Many people have day jobs and also some high aspirations for something else. A person may want to become an entrepreneur and may wonder if he or she can keep a full-time job as well. Maybe you have passive income or you work on a freelance basis and are wondering if you should quit your job. You may be ready to undergo a drop in income and consider yourself to be semi-retired. Here’s a look at some considerations when deciding if you should quit your job.
1. How secure is a business you are starting?
About a third of businesses with employees fail within two years, while half fail to make it five years, according to the Small Business Association. If you are thinking of starting a business, if at all possible, you may wish to keep a job at first.
To know if you can quit your job to invest the time you need to start a fulltime business, it’s best to do as much research as possible. Get numbers on the success rates of businesses of your kind. Check out the demographics in your area and the market—how many businesses will you be competing with? The better these numbers shape up for you, the more likely you are to be able to quit your job.
2. Do you have options and various plans?
Perhaps you’re not going the route of setting up a fulltime business. Maybe you’d like to do some travel, relax, or work on some music you’re writing, etc. A good question to answer involves alternative options. This can involve passive income, the ability to begin earning on the side by doing something like tutoring or mowing lawns, putting one of your existing skills into play; or selling an item or eliminating debts or responsibility?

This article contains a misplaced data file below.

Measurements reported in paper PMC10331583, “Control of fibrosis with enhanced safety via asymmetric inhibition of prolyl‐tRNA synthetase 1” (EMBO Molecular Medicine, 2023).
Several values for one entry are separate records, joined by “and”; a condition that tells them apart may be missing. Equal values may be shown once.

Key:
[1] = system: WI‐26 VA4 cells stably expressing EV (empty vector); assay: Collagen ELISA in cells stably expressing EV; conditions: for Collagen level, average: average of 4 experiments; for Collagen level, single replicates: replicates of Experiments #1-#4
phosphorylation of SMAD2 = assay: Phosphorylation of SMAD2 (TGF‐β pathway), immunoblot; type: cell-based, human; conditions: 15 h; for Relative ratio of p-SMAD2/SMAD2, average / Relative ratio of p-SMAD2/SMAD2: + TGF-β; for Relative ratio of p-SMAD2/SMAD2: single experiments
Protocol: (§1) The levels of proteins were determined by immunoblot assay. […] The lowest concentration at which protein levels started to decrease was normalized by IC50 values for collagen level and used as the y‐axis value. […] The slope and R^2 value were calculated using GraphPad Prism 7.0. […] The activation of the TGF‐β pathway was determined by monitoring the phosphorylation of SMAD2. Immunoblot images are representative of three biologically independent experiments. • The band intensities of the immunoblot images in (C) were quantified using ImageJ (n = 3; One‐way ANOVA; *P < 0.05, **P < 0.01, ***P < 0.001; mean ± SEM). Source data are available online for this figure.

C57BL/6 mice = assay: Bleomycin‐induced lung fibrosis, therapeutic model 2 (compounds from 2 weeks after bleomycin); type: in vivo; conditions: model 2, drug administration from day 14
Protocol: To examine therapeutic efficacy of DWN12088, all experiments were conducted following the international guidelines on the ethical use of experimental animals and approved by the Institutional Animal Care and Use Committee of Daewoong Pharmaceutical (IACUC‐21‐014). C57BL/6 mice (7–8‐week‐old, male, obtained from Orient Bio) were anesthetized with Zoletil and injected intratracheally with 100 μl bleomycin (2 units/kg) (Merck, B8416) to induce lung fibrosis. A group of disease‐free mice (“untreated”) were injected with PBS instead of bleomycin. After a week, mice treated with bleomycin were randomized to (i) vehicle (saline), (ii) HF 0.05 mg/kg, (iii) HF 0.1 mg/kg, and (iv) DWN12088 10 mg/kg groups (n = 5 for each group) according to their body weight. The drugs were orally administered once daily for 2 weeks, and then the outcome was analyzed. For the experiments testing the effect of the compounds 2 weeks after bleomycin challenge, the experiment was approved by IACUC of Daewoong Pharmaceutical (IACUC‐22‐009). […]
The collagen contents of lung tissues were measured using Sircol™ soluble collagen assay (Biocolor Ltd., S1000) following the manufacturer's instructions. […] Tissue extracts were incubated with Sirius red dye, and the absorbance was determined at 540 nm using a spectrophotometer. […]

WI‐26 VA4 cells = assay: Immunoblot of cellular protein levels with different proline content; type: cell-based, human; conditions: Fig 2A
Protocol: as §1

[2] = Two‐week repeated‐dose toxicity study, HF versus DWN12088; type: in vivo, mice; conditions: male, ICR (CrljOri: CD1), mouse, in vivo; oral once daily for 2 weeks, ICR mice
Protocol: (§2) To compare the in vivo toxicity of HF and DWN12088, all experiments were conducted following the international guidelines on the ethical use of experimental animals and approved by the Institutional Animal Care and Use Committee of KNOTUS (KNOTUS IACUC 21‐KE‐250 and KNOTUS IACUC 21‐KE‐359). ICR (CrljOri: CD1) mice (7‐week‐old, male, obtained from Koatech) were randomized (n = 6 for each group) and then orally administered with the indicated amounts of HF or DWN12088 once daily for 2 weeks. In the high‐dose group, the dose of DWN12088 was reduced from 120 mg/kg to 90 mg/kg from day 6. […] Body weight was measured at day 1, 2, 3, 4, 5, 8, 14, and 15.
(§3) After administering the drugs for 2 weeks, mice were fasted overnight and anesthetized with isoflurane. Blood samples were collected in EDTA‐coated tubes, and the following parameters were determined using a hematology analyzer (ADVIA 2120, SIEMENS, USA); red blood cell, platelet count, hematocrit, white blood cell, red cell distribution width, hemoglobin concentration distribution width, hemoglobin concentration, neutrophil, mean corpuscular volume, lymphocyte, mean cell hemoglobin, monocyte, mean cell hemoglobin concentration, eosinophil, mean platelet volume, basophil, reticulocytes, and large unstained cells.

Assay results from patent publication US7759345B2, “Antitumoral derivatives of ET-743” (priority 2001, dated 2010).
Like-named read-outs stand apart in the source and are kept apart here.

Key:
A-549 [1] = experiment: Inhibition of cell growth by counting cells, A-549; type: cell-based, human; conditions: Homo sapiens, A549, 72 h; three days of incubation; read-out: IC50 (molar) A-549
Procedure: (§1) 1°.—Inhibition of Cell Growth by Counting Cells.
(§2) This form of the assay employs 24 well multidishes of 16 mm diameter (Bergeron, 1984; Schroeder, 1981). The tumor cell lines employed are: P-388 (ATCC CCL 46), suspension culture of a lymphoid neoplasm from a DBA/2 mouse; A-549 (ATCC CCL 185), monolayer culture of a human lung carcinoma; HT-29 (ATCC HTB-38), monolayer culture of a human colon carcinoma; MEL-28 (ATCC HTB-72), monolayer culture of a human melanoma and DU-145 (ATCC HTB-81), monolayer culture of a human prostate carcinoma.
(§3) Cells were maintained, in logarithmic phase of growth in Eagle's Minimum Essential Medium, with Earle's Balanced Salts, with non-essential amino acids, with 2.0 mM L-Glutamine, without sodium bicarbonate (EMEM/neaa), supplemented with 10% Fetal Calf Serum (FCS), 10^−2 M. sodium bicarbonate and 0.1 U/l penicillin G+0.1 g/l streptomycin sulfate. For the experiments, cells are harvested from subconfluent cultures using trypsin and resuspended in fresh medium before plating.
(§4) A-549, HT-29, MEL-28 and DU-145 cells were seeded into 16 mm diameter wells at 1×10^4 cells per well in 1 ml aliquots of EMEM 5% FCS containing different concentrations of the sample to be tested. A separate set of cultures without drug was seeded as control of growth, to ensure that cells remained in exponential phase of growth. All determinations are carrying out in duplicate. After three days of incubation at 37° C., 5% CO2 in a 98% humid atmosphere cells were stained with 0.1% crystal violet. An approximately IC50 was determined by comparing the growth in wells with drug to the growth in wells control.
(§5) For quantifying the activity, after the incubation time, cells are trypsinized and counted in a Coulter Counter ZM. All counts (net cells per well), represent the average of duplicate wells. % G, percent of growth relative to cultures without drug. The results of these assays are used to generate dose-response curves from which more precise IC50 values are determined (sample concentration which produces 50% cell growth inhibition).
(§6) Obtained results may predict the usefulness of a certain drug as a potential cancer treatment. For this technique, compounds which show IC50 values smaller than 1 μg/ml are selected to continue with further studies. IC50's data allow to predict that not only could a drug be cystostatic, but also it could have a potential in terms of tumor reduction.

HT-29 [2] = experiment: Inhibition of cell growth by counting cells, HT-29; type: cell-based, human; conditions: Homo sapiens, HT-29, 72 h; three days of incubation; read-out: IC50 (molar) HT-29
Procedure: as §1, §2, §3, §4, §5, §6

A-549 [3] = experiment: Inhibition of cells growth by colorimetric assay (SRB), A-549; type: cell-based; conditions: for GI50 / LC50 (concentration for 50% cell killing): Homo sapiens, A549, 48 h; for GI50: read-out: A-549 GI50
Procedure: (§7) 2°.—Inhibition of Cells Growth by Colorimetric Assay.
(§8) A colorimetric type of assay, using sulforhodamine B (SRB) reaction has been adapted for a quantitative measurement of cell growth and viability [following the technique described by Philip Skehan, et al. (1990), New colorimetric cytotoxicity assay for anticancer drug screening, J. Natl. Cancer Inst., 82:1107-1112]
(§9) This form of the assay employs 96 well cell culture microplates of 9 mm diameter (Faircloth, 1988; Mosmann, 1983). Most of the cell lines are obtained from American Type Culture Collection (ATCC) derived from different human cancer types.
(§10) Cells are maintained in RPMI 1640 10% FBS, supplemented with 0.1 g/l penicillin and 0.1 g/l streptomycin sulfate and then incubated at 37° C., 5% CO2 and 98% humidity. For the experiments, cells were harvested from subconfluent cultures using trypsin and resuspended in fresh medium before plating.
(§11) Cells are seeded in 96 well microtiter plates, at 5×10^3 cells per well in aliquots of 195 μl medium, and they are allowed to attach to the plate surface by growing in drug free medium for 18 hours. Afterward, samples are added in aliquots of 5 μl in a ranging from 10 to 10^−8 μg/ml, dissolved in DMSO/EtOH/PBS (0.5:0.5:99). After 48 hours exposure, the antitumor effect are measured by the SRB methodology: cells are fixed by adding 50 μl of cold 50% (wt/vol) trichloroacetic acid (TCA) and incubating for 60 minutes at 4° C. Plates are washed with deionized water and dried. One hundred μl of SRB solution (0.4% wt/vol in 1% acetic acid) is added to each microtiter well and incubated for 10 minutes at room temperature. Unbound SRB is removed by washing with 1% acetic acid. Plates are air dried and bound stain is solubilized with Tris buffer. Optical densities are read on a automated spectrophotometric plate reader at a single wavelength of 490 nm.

If you run into trouble with living expenses if you’ve quit your job, do you have good employment prospects, such as a sister-in-law with a daycare center who could use some help, a skill that is in high demand in your area, etc.
3. Do you have a plan for living on less?
An avenue that a lot of people take when quitting their jobs is living with less expensive than before. Perhaps your children have just finished college, perhaps you’ve just paid off your home or have sold a cabin or second home. Perhaps quitting your job means switching from two cars, one for each spouse, and going to just one.
You may also have committed yourself to a different standard of living, using resources more frugally, etc.
While quitting your job is a huge step, keep in mind that you do have various options and ways to recoup if things don’t go exactly like planned.